With the advent of the new year, people are once more driven to pursue what may be one of the most coveted yet seemingly most elusive accomplishments for many: getting fit.
While this may appear even more difficult due to the drastic lifestyle changes many have had to face in light of the COVID-19 pandemic and its accompanying restrictions, being fit can still be attainable if you properly set fitness goals.
But, first, what exactly are fitness goals anyway?
Fitness Goals: Setting It Straight
Fitness goals are often associated with physical fitness, although they aren’t limited to physical well-being. Fitness can also pertain to muscular strength and endurance, flexibility, mental sharpness, and cardiorespiratory endurance, among others. Fitness goals then serve as guideposts that can specify the challenges you’ve set for yourself, the main objective of which is to bring you closer to becoming fit—in this case, physically. These can either be for the short or long term, depending on a number of factors, such as your current physical fitness level, the effect you want to achieve, the time you can spend doing these activities or exercises, etc.
Diet And Fitness: How Your Food Can Influence Your Fitness Goals
When setting your fitness goals, one important factor that you must take into consideration is your diet. After all, what you eat affects not only the way your body performs physical activities, but how it develops itself when exercising or working out. For instance, certain types of food may be better for weight loss than muscle building. On the other hand, a combination of a variety of foods can lead to better endurance. The important thing to remember is that what you consume will give your body the fuel it needs to perform a certain type of workout or exercise, which can lead to achieving a particular fitness goal. Eating the right type of food can also extend to your pre- or post-workout routines, allowing you to maximize the effect you want to attain.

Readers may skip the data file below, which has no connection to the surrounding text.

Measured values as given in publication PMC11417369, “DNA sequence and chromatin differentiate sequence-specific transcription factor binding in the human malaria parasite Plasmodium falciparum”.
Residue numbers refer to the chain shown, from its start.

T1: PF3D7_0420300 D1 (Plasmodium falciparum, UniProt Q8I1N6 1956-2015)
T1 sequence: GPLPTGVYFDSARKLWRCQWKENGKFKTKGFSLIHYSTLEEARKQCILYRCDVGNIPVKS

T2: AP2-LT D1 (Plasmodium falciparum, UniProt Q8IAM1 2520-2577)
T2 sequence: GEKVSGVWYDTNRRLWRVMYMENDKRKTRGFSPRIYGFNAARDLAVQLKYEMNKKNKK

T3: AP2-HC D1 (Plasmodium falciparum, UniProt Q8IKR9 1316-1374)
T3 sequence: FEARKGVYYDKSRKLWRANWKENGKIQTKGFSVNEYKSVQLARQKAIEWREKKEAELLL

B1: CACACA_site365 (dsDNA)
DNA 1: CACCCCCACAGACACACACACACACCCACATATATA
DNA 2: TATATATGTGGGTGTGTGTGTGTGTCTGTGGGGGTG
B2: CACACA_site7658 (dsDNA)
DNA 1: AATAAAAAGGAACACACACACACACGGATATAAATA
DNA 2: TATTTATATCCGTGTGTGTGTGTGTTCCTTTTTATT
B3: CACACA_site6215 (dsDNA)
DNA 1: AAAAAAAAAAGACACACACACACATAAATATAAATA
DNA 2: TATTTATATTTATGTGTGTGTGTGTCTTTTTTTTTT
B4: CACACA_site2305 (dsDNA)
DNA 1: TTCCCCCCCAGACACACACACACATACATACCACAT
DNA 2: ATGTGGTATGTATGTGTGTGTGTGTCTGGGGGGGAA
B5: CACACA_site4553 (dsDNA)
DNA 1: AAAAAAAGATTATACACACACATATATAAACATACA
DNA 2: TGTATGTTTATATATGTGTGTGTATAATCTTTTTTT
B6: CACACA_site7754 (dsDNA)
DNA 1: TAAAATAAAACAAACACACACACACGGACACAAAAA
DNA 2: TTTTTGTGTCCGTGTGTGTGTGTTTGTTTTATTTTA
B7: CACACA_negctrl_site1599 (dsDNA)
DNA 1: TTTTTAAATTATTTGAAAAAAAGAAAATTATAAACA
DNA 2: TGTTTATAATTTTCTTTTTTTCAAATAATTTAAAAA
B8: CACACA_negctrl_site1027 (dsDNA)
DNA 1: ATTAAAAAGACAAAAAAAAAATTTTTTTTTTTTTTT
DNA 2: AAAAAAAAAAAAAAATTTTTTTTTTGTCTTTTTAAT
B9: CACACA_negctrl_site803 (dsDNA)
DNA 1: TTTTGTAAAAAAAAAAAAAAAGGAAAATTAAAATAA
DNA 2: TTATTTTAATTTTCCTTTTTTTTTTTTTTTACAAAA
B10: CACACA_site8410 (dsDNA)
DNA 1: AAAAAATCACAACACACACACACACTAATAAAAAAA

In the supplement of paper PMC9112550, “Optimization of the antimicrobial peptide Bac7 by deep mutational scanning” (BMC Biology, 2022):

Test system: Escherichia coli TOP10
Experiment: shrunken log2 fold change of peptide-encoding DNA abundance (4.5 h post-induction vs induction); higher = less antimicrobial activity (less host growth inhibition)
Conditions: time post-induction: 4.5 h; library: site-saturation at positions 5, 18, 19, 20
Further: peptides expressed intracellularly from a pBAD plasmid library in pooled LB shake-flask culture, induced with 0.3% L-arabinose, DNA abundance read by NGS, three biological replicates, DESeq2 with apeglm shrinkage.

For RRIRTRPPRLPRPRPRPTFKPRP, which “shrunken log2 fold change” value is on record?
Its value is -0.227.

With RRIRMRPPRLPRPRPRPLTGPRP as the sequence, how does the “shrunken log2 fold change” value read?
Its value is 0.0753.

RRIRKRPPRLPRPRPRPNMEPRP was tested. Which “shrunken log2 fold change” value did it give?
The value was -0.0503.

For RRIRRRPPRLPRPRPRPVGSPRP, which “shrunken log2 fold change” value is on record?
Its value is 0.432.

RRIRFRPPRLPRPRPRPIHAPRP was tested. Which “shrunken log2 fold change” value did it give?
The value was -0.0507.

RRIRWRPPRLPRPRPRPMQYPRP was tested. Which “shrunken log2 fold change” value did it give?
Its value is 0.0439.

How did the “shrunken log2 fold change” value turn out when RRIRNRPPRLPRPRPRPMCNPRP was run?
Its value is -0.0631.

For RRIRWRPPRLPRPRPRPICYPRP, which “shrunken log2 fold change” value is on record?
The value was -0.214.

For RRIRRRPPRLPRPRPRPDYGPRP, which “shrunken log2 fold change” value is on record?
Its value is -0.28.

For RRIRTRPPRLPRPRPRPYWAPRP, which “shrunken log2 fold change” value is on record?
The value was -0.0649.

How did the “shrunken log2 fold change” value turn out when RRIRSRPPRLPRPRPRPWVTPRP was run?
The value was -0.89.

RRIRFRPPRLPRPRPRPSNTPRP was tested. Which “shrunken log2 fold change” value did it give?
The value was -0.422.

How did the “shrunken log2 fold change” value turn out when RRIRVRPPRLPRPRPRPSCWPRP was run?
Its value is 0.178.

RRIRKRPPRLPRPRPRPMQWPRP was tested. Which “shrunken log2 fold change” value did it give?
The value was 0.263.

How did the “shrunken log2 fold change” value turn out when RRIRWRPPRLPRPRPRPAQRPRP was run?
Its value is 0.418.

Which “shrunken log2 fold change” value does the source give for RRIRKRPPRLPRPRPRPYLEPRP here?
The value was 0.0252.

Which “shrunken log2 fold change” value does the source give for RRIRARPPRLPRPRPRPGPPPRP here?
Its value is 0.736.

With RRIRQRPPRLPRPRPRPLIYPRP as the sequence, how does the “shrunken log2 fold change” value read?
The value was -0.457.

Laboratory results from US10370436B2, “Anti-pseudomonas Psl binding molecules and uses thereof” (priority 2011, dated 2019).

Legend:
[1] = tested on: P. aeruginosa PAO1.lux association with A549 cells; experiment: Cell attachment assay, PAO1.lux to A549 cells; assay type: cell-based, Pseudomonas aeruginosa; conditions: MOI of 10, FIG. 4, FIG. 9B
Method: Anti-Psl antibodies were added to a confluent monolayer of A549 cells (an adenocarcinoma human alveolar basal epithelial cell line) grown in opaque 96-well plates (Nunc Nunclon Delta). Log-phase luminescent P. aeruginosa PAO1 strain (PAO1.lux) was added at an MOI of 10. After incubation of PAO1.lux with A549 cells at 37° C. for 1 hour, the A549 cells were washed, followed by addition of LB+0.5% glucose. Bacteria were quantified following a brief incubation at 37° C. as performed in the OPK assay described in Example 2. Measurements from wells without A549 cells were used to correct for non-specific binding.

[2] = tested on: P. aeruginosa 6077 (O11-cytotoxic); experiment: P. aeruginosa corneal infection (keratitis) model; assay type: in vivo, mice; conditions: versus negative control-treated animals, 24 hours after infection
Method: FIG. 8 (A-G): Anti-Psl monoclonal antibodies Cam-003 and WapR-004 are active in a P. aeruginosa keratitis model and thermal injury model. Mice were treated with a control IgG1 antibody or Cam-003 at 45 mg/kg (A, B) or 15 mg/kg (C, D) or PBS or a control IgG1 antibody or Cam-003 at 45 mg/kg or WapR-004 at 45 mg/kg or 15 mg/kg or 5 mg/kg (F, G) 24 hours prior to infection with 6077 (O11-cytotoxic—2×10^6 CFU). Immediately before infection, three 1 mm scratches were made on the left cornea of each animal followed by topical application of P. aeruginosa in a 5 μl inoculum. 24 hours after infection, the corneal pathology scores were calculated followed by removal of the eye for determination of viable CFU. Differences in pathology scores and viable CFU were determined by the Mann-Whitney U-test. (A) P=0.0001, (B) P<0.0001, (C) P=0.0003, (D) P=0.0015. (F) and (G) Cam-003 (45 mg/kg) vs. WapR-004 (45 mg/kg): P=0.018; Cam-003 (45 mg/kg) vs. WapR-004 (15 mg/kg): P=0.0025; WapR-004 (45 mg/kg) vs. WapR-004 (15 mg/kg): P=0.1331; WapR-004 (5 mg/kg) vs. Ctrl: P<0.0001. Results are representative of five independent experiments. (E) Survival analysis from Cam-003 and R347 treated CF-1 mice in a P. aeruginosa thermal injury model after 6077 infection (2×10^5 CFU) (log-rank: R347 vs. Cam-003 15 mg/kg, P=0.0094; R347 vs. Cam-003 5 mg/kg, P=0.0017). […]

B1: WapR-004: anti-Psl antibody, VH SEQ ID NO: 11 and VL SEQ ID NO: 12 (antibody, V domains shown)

Along with the right exercise routines, take note of how the following types of food can influence different kinds of fitness goals:
- Protein For Muscle Building And Recovery
Contrary to popular belief, lifting weights or doing strength or resistance training isn’t the end-all and be-all of gaining and building muscle. Without proper nutrition, all your training will be for naught, and you might even end up injuring yourself. So, when it comes to building lean muscle, it’s best to eat foods that offer you high-quality protein as its main function is to build and repair cells, including muscle cells. Eating a snack or meal containing protein during and after your workout can increase muscle protein synthesis, which is the process of building muscle mass.
Examples of food that are rich in protein include the following:
- Fish, such as salmon, tuna, and tilapia
- Chicken or turkey breast
- Lean meats
- Soy and tofu
- Greek yogurt
However, keep in mind that protein alone won’t be able to support muscle growth or recovery. You also need to include calories in your diet; else, the protein you take in will be burned for fuel rather than be used to aid in muscle development. Without the necessary calorie intake, you risk burning too much protein, which might even lead to injuries when you unwittingly overexert yourself.